News on the Radar: 10/31/2018
Here is a brief round-up of information and news that crossed NCWIT's radar recently and which we think will be of interest to you. The practices or content of the news gathered (while not endorsed or vetted by NCWIT) is meant to spark new conversations and ideas surrounding the current diversity statistics and trends in the tech workforce. We encourage you to add your two cents on this month's topics in the comments below.
Departments are Boosting Women Student Retention
Did you know that NCWIT Extension Services Transformation (NEXT) Award recipients utilize NCWIT Extension Services (ES) research-based approaches and resources for recruiting and retaining women that focus on creating culture change within educational systems, not on changing women to fit these systems?
In part one of a three-part series published on EdScoop, several NEXT Award recipients share their positive outcomes, resulting from core curriculum changes that focus on collaborative learning, a “flipped classroom” model, and more.
“Students are able to learn more quickly than through traditional methods and experience reduced frustration,” says Alison Norman, an associate professor of computer science at University of Texas at Austin.
Read the full EdScoop publication to find out what other NEXT Award recipients like UT Austin are doing, including Michigan State University, the University of Pennsylvania, and Virginia Polytechnic Institute and State University. And, follow NCWIT on Facebook and Twitter each #TransformationTuesday for examples of inspirational progress by even more NEXT Award recipients.
Want to work towards your goals of increasing women applicants, acceptances, enrollments, and graduates in your computing department? Explore the components of an effective strategic plan by interacting with the NCWIT Postsecondary Systemic Change Model online.
Increasing Numbers for Women of Color Starts with Gathering Data
Did you know that stats on women’s underrepresentation in the computing industry is especially concerning for women of color? As highlighted in last month’s announcement of the Reboot Representation Tech Coalition launch, 26 percent of the computing workforce in 2017 were women, and less than 10 percent were women of color:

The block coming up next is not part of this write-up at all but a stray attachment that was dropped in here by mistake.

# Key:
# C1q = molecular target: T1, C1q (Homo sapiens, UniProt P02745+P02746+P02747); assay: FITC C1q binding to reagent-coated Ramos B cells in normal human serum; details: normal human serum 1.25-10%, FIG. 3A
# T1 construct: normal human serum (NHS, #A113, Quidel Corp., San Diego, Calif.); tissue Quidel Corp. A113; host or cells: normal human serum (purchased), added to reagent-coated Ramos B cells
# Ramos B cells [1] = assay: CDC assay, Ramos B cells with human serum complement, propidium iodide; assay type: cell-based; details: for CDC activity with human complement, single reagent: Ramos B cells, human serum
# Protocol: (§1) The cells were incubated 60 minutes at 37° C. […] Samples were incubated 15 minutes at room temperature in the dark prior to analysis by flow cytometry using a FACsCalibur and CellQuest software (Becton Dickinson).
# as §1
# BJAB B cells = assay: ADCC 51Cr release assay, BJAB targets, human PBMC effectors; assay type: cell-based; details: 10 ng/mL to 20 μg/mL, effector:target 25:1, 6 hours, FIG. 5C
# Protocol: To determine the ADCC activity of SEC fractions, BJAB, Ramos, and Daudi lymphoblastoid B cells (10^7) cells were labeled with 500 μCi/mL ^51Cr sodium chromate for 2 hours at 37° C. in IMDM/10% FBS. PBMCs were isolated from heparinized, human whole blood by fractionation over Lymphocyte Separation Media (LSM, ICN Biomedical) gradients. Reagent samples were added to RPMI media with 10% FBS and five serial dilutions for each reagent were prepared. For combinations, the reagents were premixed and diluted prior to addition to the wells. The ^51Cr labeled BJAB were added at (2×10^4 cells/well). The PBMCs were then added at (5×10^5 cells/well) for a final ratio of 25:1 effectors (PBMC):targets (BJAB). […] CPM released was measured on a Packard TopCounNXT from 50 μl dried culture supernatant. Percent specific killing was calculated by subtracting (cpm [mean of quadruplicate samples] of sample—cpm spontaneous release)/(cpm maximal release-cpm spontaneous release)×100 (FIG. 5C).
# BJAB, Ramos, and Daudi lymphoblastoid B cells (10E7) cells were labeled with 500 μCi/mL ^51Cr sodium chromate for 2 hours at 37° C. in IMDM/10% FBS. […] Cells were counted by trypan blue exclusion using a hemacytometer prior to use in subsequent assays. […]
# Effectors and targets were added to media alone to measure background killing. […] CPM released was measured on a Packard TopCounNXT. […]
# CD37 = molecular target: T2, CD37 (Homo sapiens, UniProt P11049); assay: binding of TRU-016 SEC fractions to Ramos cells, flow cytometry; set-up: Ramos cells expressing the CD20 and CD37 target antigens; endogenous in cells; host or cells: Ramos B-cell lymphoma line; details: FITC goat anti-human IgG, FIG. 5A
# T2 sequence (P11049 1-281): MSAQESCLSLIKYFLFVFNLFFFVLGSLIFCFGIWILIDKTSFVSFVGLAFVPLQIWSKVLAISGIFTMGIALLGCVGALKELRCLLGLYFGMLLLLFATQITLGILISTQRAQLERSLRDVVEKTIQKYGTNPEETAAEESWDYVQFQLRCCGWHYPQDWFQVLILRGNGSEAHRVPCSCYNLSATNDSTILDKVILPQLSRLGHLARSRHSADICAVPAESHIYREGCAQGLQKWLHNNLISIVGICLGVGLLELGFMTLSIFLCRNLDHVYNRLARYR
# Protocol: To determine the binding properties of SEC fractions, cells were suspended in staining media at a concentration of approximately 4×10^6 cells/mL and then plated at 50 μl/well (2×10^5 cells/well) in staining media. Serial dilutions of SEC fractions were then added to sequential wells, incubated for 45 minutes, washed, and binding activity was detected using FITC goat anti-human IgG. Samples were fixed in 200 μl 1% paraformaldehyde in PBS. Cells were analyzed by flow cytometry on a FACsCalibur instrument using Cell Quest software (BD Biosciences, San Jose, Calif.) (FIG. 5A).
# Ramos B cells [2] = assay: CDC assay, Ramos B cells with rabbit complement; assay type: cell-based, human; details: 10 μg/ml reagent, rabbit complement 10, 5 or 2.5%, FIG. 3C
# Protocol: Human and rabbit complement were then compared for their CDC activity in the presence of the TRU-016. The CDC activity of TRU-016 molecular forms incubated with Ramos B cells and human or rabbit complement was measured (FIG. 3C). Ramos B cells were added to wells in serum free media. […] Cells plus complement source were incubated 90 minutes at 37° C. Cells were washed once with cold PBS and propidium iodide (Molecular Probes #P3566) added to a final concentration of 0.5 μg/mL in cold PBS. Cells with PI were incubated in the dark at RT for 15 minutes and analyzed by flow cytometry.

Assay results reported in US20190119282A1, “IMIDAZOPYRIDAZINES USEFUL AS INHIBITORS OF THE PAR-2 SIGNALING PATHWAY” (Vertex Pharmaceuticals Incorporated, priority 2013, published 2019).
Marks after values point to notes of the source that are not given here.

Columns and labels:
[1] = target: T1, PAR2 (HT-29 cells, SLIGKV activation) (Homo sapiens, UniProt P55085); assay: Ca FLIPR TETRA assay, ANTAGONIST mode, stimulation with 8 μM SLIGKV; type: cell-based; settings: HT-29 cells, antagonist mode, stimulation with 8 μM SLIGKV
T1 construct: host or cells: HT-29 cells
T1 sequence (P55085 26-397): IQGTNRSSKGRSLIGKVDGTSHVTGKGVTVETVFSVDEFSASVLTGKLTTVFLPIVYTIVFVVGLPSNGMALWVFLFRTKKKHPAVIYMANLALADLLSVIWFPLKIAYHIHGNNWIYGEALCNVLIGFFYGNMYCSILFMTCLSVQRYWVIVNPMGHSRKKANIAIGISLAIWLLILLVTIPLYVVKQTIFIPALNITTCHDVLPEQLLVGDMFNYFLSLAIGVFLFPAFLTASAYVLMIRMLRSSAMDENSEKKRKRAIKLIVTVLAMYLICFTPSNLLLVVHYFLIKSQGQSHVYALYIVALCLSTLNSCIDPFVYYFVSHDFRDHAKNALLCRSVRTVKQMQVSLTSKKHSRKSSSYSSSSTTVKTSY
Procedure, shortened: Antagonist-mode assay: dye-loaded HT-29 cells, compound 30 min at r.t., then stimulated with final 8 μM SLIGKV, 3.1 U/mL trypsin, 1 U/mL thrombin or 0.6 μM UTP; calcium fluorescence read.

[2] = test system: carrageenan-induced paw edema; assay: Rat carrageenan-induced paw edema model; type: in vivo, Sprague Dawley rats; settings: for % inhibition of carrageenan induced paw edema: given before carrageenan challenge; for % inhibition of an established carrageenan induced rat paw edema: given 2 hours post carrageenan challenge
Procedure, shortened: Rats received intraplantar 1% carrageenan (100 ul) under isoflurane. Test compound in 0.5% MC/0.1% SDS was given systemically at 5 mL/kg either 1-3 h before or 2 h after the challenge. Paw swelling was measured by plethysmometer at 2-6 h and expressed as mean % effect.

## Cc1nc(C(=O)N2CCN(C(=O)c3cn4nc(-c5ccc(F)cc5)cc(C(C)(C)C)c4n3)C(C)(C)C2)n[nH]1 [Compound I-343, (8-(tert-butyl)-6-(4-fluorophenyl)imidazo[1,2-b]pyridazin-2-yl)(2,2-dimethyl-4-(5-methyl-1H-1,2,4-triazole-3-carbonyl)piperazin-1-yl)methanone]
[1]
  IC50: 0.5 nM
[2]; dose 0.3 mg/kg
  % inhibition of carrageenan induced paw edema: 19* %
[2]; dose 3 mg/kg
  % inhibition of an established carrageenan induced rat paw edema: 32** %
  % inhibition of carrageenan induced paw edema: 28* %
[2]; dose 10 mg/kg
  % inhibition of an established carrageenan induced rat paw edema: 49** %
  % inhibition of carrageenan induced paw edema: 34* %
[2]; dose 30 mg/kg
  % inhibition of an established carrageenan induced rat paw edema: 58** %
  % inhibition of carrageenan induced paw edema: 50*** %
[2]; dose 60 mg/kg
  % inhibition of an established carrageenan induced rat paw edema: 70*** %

- 5 percent were Asian
- 3 percent were African-American
- 1 percent were Hispanic
“As technology’s role in society grows, so does the urgency of diversifying the tech sector,” says Melinda Gates, Co-chair of the Bill & Melinda Gates Foundation and a passionate supporter for women in tech.
Does your company know its numbers? As outlined in Section 5 of the “NCWIT Women in IT: The Facts” report, one of the first steps in creating a company’s strategic plan should be to gather data on the current state of diverse participation. In general, this involves:
- collecting demographic data on relevant metrics in your company — e.g., disaggregating technical from non-technical roles; data on what kinds of technical roles (creative vs. support) women and other underrepresented employees hold
- comparing and contrasting these data with national and international benchmarks
- conducting a climate analysis to collect experiential data about employee perceptions of the current environment
Developing a diverse workforce needs to be treated like any other critical business concern. Ensuring data transparency and accountability is only one important part of taking a systemic change approach. Identify and address the other key factors that affect women’s participation in computing with the help of The Facts report.
The Reboot Representation Tech Coalition is housed at NCWIT and founded with the support of Pivotal Ventures, an investment and incubation company founded by Melinda Gates. All funds from the tech companies will go directly to efforts that engage underrepresented women of color.
CS Is for Everyone, yet Many Feel Like It Is Not for Them
Did you know that while schools across the country and around the world are working to increase access to quality CS education, too many students — especially girls, Black, Latino, and Native American youth — feel like it’s not for them? As a result, the whole world misses out on the diverse perspectives needed to fuel innovation and drive change.
The newly published “Computer Science Is for Everyone” toolkit offers insights and guidance to help adult influencers ensure that all young people understand the value of a CS education, and feel welcomed and empowered to succeed. After all, “Closing the gender gap isn’t up to the students alone. It’s up to us — to change our behaviors, strategies and systems so that these classes and careers reflect the diversity in our communities,” says NCWIT Senior Research Scientist Dr. Brad McLain.
One insight in the “CS Is for Everyone” toolkit, released to coincide with the 2018 CSforALL Summit, suggests encouraging a “growth mindset” by treating questions, discovery, and even failure as positive parts of the learning process. Such effective feedback gives students information they can actually use to increase their learning and improve their performance (NCWIT Tips: 8 Ways to Give Students More Effective Feedback Using a Growth Mindset).
Want more practical recommendations? See Section 3 of the “NCWIT Girls in IT: The Facts” report for actions that teachers, school counselors, administrators/curriculum decision-makers, and others can take as change leaders for making computing more inclusive.